By Roger Vance
The coincidence and timing of events can sometimes serve to focus our attention, heighten awareness or offer us a different perspective—and challenge us to raise our voice or to be silent.
Last Thursday, the nation was engulfed in a howling storm of racial animus, emanating from the White House after comments reportedly made to a group of senators by the president of the United States about immigration from Africa and Haiti. Although the precise language used is in dispute, the tenor and tone of these remarks are in concert with a long record of increasingly nativist rhetoric that goes far beyond the norms of the American presidency—and contradict the sentiment expressed by Emma Lazarus’ “Mother of Exiles” whose “beacon-hand glows world-wide welcome,” and who declares “Give me your tired, your poor, Your huddled masses yearning to breathe free.”
On Monday, the country honored the birth and life of the Reverend Dr. Martin Luther King, Jr., American civil rights leader and internationally revered advocate for human rights and justice. Assassinated 50 years ago this April, King accepted his Nobel Prize for Peace “On behalf of a civil rights movement which is moving with determination and a majestic scorn for risk and danger to establish a reign of freedom and a rule of justice.”
Wedged between, on Friday the Commonwealth of Virginia celebrated Lee-Jackson Day, a holiday for state workers that honors Confederate generals Robert E. Lee and Thomas “Stonewall” Jackson. And then on Friday night and Saturday, fliers were distributed in Loudoun neighborhoods bearing the message: “Attention White America! We are nearing the end of the line,” urging people to get on board the Ku Klux Klan train.
The juxtaposition between the sentiments and principles of the late civil rights leader and the current Commander in Chief are in high definition, for all to see. Each represents a drastically different vision of America and definition of its core ideals and promise.
Even more pronounced is the incongruity of the 21st century state-sanctioned veneration of 19th century Confederate military leaders whose ideals were so inimical to those of American democracy and human rights that they waged war to destroy the Union to maintain and expand the ability and right to enslave African-Americans. The ideology of racial superiority espoused by these Confederate heroes has spawned generations of extremists and terrorists. These self-avowed racists revel in official Confederate homage in the form of holidays and public monuments—and the support or silence of the broad public is seen as tacit endorsement of their hate-filled views.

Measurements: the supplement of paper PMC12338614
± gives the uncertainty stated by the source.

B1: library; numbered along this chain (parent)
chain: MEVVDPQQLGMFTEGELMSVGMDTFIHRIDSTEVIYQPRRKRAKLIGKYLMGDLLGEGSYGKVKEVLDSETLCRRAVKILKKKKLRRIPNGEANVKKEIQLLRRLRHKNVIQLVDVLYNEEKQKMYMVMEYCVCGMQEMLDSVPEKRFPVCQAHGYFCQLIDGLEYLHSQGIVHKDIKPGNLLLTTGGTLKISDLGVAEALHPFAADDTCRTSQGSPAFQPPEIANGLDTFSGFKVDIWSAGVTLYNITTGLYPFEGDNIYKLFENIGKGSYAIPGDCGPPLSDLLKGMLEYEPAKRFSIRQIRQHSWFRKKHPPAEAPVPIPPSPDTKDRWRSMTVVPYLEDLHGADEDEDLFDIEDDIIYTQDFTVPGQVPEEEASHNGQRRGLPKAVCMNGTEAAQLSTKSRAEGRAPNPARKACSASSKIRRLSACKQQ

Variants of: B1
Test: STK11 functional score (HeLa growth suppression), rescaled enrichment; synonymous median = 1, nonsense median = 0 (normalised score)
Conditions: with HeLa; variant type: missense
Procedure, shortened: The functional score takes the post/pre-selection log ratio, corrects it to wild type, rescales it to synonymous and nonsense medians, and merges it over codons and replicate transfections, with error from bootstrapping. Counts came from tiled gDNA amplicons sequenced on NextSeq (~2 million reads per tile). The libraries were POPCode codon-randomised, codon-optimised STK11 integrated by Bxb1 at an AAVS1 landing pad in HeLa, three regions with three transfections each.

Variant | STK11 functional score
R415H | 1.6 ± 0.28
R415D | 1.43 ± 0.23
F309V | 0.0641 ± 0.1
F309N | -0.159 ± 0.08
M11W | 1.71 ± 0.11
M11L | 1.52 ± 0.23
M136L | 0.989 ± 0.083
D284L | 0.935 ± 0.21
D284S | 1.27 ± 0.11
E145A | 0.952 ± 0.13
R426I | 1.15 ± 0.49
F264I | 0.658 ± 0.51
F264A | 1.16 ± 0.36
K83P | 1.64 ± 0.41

At its founding, America was hobbled by disturbing contradictions about freedom and equality. Led in revolution to independence under the helm of brilliant but flawed men, the most discordant notes in the American ballad—the legal enslavement of human beings—inexorably exploded in the epic bloodletting of civil war. Although the horror of slavery ended with the Confederate defeat in 1865, the drumbeat of the ferocious racism at its core never ceased; but rather remained as the constant backbeat accompanying the last century and a half of halting progress.
In the chorus of American ideals and values there are no refrains that exult notions of racism, bigotry, discrimination and exclusion. Indeed, America’s ideals and aspirations resonate in the harmony of freedom, equality and justice for all.
America now finds itself struggling amid a cacophonous onslaught that threatens to drown its true voice and undermine the core principles upon which our democracy rests and the very ideals that make America a beacon of freedom to the world.
These are things that matter. And, as Martin Luther King said during the darkest hours of the civil rights struggle, “Our lives begin to end the day we become silent about things that matter.”
[Roger Vance is the mayor of Hillsboro. His column, A View From The Gap, is published monthly in Loudoun Now.]